Tangentially related to storytelling, and success, the voting for the Hugos this year has officially closed, and people are pinging me, wondering how I voted. I’ll say this much: I voted my conscience, which I encouraged everyone to do. In my case this means a) that in at least one category, all the Puppy nominees finished above “No Award,” b) there is at least one category where my ballot was “No Award” up top and everything else left off the ballot, c) I don’t think there’s ever been a year where I haven’t left something off the ballot and/or below “No Award,” so in that respect this year was not in the least bit exceptional.

It does seem to me that the all the Puppy bullshit ran down and out of steam there at the end; at a certain point there was nothing left to say, there was just the voting, and you voted or didn’t. The last bit of nonsense I saw from the Puppy environs was some of their nominees rage-quitting the Hugos and deciding to “No Award” themselves, and at least one of them saying that was the plan all along, because apparently when you have no idea what you’re doing, every outcome, no matter what it is, is a victory condition. At which point you just roll your eyes, pity the sad and meaningless sort of existence where being the turd in the punch bowl is a legitimate life goal for a presumably adult human, and move on.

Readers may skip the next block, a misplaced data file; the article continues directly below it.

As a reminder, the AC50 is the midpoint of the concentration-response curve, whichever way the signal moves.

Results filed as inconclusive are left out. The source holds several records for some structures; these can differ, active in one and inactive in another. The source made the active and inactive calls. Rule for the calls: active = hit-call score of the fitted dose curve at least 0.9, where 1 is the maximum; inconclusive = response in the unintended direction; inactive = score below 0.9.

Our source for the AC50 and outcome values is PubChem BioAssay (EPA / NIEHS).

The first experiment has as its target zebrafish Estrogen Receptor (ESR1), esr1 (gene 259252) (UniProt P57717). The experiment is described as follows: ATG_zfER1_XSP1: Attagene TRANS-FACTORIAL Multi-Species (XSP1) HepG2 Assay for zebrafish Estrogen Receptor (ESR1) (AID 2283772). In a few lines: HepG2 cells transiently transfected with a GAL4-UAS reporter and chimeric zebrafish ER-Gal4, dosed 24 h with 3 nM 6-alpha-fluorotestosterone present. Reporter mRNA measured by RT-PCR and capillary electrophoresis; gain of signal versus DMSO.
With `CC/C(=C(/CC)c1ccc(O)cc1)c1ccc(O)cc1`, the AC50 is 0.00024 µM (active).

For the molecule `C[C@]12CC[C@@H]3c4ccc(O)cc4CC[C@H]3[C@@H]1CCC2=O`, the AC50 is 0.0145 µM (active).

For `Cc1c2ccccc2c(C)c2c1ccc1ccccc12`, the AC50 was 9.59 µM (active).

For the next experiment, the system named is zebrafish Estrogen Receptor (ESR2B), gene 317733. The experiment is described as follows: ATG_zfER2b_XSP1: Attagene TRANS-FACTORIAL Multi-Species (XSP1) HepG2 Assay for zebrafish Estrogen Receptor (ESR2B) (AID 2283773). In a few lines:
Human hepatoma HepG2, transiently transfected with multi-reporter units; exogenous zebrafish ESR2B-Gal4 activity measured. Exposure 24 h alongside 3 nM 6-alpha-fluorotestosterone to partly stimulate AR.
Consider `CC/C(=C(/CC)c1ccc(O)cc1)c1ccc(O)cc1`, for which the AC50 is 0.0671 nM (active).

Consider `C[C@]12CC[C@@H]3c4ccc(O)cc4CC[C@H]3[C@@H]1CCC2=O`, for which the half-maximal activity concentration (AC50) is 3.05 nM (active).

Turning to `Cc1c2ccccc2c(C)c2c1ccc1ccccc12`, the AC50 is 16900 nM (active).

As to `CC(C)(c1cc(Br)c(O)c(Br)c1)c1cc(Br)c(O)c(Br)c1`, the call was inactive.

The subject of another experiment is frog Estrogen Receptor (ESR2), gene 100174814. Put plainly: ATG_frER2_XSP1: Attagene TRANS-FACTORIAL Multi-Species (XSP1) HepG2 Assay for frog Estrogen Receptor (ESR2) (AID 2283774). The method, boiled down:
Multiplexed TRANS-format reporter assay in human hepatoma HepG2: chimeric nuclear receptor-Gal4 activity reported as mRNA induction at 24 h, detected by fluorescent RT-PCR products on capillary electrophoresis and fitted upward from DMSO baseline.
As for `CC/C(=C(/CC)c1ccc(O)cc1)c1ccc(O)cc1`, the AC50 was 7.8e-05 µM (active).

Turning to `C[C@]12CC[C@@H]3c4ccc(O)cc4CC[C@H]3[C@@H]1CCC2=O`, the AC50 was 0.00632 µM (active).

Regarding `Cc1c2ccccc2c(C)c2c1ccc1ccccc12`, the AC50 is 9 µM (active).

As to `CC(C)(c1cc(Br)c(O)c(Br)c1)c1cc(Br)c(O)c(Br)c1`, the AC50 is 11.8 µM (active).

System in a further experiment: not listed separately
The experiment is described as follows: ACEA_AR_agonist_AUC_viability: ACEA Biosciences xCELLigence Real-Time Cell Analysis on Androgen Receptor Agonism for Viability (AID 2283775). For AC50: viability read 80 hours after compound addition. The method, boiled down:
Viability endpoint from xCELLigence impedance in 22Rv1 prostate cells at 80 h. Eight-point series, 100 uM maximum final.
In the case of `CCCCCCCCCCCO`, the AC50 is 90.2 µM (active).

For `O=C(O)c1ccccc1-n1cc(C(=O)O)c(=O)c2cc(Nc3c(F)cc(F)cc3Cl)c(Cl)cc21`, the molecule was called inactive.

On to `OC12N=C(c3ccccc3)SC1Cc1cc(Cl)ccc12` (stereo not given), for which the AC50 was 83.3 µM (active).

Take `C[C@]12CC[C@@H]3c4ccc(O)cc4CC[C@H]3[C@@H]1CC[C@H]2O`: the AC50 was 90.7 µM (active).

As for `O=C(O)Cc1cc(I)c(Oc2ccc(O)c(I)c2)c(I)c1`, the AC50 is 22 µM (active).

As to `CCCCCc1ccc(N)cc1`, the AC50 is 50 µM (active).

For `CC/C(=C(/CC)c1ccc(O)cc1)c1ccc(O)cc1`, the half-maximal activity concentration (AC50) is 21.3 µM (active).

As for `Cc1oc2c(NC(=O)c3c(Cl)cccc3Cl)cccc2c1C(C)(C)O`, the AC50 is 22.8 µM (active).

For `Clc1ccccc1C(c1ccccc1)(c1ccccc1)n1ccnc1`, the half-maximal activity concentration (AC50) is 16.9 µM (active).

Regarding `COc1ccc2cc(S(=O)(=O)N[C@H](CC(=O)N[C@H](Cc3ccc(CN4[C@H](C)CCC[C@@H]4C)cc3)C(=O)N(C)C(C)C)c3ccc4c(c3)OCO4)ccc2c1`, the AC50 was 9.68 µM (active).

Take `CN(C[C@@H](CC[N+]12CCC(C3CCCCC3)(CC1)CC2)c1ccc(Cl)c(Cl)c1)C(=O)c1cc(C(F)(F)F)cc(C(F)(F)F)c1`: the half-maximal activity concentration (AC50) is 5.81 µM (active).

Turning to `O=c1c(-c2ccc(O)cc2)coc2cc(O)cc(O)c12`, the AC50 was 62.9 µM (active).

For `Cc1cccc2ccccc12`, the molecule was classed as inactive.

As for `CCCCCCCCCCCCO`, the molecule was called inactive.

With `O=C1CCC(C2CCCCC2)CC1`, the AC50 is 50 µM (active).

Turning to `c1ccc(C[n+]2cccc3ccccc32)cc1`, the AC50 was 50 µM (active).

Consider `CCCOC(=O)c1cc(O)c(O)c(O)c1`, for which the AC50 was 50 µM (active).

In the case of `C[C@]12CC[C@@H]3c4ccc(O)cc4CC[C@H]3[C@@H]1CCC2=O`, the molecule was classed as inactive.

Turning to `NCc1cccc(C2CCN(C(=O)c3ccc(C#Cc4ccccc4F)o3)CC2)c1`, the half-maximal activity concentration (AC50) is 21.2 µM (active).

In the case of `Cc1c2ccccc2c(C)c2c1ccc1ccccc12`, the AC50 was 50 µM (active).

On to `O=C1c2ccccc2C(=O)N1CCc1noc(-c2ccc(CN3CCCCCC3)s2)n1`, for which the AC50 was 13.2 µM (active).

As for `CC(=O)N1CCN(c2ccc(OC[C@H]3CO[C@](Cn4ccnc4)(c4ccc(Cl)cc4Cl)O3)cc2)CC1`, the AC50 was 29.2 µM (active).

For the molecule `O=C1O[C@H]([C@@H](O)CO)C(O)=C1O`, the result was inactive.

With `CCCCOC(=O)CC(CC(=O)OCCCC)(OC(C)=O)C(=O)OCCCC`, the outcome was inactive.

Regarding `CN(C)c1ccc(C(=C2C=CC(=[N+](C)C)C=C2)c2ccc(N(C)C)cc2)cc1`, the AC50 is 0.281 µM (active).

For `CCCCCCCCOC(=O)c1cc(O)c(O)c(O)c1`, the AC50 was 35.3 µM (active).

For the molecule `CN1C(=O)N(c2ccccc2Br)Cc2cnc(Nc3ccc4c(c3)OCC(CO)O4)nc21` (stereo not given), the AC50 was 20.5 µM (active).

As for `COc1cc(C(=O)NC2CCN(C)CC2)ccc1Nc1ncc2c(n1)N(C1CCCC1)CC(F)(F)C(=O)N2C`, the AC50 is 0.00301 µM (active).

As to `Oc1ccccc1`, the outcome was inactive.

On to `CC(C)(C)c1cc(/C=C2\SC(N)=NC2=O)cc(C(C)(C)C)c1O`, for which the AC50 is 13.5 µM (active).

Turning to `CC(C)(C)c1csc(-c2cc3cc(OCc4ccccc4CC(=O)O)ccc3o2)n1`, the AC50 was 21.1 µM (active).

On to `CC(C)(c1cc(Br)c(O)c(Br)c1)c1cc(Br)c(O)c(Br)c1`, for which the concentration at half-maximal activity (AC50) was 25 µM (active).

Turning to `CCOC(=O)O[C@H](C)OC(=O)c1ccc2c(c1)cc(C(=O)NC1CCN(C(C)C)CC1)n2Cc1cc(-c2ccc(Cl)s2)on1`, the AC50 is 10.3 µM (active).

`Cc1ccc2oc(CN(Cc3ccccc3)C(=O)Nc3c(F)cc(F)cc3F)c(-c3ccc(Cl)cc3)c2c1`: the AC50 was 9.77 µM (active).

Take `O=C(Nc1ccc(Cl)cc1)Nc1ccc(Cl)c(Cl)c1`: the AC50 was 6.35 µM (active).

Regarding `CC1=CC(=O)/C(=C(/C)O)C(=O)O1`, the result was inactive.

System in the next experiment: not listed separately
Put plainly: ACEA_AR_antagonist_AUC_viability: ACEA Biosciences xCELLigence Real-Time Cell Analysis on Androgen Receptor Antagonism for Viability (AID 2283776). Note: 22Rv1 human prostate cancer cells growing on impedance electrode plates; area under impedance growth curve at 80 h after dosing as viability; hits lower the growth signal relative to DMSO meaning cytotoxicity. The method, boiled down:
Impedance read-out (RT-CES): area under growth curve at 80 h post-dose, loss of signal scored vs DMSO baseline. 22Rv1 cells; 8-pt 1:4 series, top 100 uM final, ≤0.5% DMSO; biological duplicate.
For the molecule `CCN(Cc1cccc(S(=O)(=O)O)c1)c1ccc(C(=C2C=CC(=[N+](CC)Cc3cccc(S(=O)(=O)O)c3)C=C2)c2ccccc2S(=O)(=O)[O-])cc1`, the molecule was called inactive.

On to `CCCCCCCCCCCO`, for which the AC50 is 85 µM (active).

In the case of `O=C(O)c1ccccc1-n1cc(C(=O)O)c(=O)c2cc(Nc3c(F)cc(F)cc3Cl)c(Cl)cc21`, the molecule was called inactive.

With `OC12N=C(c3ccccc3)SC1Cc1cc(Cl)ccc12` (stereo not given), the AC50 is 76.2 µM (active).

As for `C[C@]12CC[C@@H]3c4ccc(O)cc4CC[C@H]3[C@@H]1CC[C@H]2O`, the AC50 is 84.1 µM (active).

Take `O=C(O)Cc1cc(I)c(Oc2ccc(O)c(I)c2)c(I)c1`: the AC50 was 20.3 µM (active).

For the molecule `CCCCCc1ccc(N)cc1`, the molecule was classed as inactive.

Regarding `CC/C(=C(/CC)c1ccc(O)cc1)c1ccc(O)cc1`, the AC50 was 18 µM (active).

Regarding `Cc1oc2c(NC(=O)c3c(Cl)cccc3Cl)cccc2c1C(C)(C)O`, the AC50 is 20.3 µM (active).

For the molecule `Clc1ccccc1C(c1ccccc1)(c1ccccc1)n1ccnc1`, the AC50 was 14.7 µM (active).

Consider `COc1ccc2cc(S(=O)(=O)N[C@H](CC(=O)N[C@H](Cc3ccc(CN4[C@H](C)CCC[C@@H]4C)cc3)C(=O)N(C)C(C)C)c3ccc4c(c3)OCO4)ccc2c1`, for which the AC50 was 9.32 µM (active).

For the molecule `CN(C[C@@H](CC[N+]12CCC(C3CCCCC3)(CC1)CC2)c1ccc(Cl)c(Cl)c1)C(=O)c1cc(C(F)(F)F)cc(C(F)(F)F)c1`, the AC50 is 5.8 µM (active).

In any event, the award ceremony is three weeks out; we’ll see what happens then.

Backstage at the Concert Against Humanity: A Photo Set

Last night I participated in the Concert Against Humanity, a comedy and music event put together by the fine folks at Cards Against Humanity, mostly because, as far as I could see, it was something they felt like would be fun, so why not? And I have to say I can’t argue with that line of reasoning.

In addition to doing my own set with Pat Rothfuss (in which we read skits about science shows and super villains) and cutting down Indiana governor Mike Pence with a lightsaber — look, the dude was a Sith, he had to go — I spent time wandering backstage with my dSLR, capturing pictures of the performers and crew and recording a bit of what it’s like to be on the other side of the stage for an event like this.

Curious to see how it all went down on the performer side? I’ve put together a Flickr set for the whole show here. Click through and check it out. It’s the closest thing to being on stage, and I should know, since at least a couple of times I was actually on the stage with my camera. Enjoy!

New Books and ARCs, 7/31/15